Failure to respond

As a taxpayer and business owner and former fire chief of Morrisville Fire and Rescue, I think it is time for clear accountability in public. 

Several years ago, the citizens of Morrisville Fire and Rescue District approved a tax-based fire district over the membership-based service.

For the most part calls are answered, as far as I can tell? The concern as a homeowner and business owner is that the service being provided does not live up to a number of basic standards — adequate staffing, trained staffing and coverage to realistically respond to the call volume of the district.

In the past several months, I have been aware of five to six calls where Morrisville Fire District was dispatched and no one from Morrisville Fire responded or arrived to the scene until the incident was well over. 

This is not an acceptable condition that can persist. Residents pay taxes and expect a call to 911 is going to result in a timely response.

I am publishing this in the local paper, so all district residents have a chance to know about the lack of response, because if you look at the paper it would seem Morrisville responds. That response may be one driver of a truck without any ability to pull a fire hose or work in a self-contained breathing apparatus. 

That is not safe for that one responder or those relying on the responder.

I don’t disparage anyone willing to come help in any capacity. The issue is having leadership in place that has a clear plan for covering the schedule 24/7/365. That is what taxes are paid to provide.

I also understand that initial first responder medical service has been cut to only respond to higher priority medical calls. I know those calls can add to call volume, but they also get you better connected with your potential higher priority calls before they happen.

If the fire board is not capable of developing or leading a plan and the chief is not able or doesn’t have time or resources to provide complete service, then it may be time to stop taxing us for no service or less than acceptable service.

I am asking for some serious accountability and a plan presented to the public on how this issue will be resolved.

Being one to offer solutions, here are a few: hire some responders, develop a schedule, merge your department with the rest of Polk County and remove ISO 5-6 from trucks until that certification can be met.

I am someone who has worked with limited resources. I do not direct this as a personal attack on those trying to serve the department. I appreciate their attempt to serve the district.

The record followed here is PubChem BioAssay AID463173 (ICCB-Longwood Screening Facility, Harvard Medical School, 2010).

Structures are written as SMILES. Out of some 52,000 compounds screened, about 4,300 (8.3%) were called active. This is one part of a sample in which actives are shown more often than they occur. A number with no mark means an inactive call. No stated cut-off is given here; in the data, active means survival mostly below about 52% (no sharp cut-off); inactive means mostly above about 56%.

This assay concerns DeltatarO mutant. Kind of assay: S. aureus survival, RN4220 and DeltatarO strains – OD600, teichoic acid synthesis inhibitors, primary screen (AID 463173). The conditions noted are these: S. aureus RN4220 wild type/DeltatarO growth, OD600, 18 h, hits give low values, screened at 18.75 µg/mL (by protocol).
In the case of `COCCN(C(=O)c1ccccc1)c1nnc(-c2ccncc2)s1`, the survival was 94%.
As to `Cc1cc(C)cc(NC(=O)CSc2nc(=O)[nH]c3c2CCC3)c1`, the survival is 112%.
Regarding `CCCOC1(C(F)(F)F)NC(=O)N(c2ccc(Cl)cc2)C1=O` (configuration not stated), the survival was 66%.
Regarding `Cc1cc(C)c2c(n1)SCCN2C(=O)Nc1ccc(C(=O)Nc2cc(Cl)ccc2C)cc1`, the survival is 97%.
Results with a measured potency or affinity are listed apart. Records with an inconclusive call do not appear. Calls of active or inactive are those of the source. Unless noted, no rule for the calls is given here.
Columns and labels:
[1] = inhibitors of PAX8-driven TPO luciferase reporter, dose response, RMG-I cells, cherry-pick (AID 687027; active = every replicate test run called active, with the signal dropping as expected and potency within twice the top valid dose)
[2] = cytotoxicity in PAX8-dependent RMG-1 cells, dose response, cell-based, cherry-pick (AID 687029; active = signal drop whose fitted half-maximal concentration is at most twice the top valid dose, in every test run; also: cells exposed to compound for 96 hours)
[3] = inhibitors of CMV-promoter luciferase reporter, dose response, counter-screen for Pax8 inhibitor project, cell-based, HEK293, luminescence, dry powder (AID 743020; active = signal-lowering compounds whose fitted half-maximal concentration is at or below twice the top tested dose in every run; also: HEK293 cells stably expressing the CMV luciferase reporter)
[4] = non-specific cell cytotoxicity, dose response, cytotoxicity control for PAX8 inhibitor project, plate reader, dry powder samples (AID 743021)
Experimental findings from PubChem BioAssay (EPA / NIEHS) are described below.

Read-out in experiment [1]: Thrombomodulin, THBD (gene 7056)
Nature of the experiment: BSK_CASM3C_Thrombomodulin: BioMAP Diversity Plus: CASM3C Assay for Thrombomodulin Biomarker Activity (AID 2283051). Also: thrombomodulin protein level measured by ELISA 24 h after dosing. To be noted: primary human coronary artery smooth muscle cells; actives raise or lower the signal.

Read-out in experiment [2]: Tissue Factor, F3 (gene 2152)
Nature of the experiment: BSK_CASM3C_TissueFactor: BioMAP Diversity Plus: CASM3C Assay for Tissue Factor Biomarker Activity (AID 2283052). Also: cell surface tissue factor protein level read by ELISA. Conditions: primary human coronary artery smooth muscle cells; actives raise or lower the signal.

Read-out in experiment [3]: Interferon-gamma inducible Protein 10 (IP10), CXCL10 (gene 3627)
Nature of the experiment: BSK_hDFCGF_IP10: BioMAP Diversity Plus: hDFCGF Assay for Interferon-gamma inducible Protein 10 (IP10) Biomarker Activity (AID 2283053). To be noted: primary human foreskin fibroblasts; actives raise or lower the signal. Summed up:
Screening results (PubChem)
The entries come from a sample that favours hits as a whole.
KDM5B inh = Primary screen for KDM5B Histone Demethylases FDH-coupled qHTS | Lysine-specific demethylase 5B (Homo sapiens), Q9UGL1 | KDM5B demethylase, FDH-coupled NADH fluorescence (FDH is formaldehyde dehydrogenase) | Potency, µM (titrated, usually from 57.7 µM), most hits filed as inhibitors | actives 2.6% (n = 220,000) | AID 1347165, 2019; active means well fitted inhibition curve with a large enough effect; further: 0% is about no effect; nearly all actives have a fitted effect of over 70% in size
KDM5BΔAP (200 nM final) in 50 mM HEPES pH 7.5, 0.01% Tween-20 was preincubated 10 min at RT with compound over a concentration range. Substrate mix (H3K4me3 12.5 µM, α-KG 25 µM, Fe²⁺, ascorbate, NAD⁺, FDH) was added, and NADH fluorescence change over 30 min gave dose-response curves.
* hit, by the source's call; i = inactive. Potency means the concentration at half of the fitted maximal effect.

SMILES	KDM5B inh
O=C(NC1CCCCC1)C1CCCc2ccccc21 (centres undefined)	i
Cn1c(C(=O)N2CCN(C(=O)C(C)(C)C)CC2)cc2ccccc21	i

— Craig Jones, former Morrisville Fire Chief

Response from Morrisville Fire Protection District

In 2015, we did become a tax district by the vote of the citizens with a levy of $.30 per $100 of assessed valuation. This gives us a budget of around $110,000 per year. These funds are used mostly to maintain our fleet of 11 trucks at three stations and provide our volunteers with the necessary safety gear and training.

As of 2018, our tax rate is now only $0.2787. Unfortunately, this does not provide the funds necessary to staff even a single truck.

Our closest neighbor that is staffed and funded by property taxes is Ebenezer Fire Protection District, and they have a tax rate of nearly $0.90 and a budget of around $1.4 million.

Our district is entirely staffed by volunteers, as are most of our neighbors. While I am aware of calls that Morrisville did not have any volunteers available to respond, our average over the past year has been three Morrisville responders per emergency call.

I am not aware of any emergency call that has gone unanswered.

Our neighbors occasionally face the same issue, and we cover for them, as well. We have mutual aid agreements with all of our neighbors to ensure everyone gets the best service possible with the limited resources we have to work with and to ensure we have access to additional resources for larger emergencies, such as structure fires.

There have also been discussions of a countywide fire protection district. I support this goal. However, it will require a fair amount of legal work, public education and a public vote. I encourage anyone that feels strongly about this to reach out to your respective fire boards.

I appreciate your concern for the district and its citizens, and I am sorry that you feel we are not meeting your expectations.

In the past year, we have actually completed an ISO evaluation and were able to maintain our score. We will continue to provide the best service we can and strive to improve that service as much as possible with the resources we have available.

— Kirk Jones, Morrisville Fire Protection District fire chief

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